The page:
The Botanical Gardens which was set out in an enormous area, was incredibly well maintained with bright flowers and towering trees cascading from every available space. We were very excited to stumble upon the mysterious Upas Tree which was beginning to feel like an elusive mythical story – The Upas tree is often called a Sack Tree – So Beth is very excited to start researching into this as soon as possible!
We had a really tasty lunch of rice and various spicy toppings before walking through the lush gardens, orchid house and saw some huge bats asleep in the trees!
We then took a ride to the close by market, which had fruit, leather, woven baskets, huge stalls full of ‘western’ clothing – and bought some lovely gifts our friends and family!In the evening we wandered up to The Temple of the Tooth, stored our shoes away safely and made our way up the temples carved steps into an ornately decorated shrine. We were lucky enough to see the beginning of their evening ceremony which involved percussion music to introduce the offering of foods and medicines to their god Buddha.

DAY SIX (6th August)



All hands on bobbins...



Our first visit of the day was Selyn handloom, which is World Fair Trade Organisation certified. We were first shown the dye facilities, which was about 15 minutes away from the outlet shop and looms. We wound through tropical roads and parked outside a small holding which appeared to us to be in the middle of nowhere. The dye house did not use natural or organic dyes, nor organic cotton fibre. We were not given much more information than that the dyes come from Germany on the environmental standards of the dye. We were assured that the effluent was treated to a safe level before being used in agricultural cultivation, however it is not processed to a drinking water standard. All the information was a little hazy and we left with questions not fully answered.
We then visited their handloom workroom, which was an awash with brightly coloured yarns, being woven by senior ladies who were very welcoming, the room was also filled with the cadence of rhythmic clatter from the looms. This workshop is where they weave the fabric that is used for clothing and craft. It was interesting to note that most of the women weaving were over 45, due to their experience and the reluctance of younger women to hand weave. Kate bravely decided to have a go and quickly mastered the rhythm, and managed to weave 14cm in about 15 minutes – and managed to make a couple of friends at the same time, while the rest of us got distracted by the beautiful products in the shop.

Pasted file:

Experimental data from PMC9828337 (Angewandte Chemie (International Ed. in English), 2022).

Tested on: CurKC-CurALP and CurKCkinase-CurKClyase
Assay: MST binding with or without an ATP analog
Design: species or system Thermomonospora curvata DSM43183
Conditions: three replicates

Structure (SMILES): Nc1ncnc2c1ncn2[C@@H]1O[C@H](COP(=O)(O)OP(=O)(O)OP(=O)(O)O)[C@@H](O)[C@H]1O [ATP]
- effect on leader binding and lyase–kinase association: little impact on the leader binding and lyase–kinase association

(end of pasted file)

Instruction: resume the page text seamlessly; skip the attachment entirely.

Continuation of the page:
Next a quick stop at a handmade soft toy factory to see the production line, where they used the same fabric from the Selyn handloom. An interesting point of note from the toy factory was the use of either synthetic or Kapok stuffing. Kapok is a natural fibre, which is cotton wool like spores from the Kapok tree. The choice comes down to the buyer and Kapok is more expensive, unfortunately resulting in this not being the favorable choice.
Next stop was Ena De Silva, which took a while to find as it was hidden way up in the hills in a beautiful setting. It was a haven of tranquility and creativity, with a warm smell of wax from the batik. We walked down the path into the work room which was an open sided corrugated shed, with women creating detailed batiks, and 5 women hand embroidering intricate cushion covers. This is not an indigenous technique but an adaptation of appliqué and needle work developed by Ena and the workers. It was fascinating to watch these skilled crafts women at work. Some had worked there for 45 years, these women are the batik masters and the younger generation generally works on the embroidery. After being fascinated by the work that was going on around us we had a walk around the premises which was an array of tropical flowers and cascading views of the surrounding hills. Then of course a visit to the tiny shop could not be resisted where we indulged ourselves and each bought an embroidered elephant.
A two hour drive found ourselves in the lovely city of Kandy, where we settled ourselves in our hotel (nowhere nice as our chalets from the previous nights)! (and there wasn’t a giant cockroach on Zoe and Beths bed)!!!.....
We went to a pub for dinner with Dr Nirmali, we had salads, shandy’s and complementary cheese cake. We chanced upon two very interesting American anthropologists currently working in Sri Lanka, who gave us some excellent references for reading on women and globalisation.
We again fell into a bed exhausted after a LONG day.

DAY FIVE (5th August)




The day of the boardroom...

After luxurious showers in our bathrooms open to palm trees and lizards, we had a traditional Sri Lankan breakfast at MAS Thurulie of string hoppers and dhal (and a little scrambled egg.) In the same boardroom where we ate breakfast we were introduced to the vision behind MAS and specifically the MAS Green Plant – the first purpose built sustainable garment factory of its kind.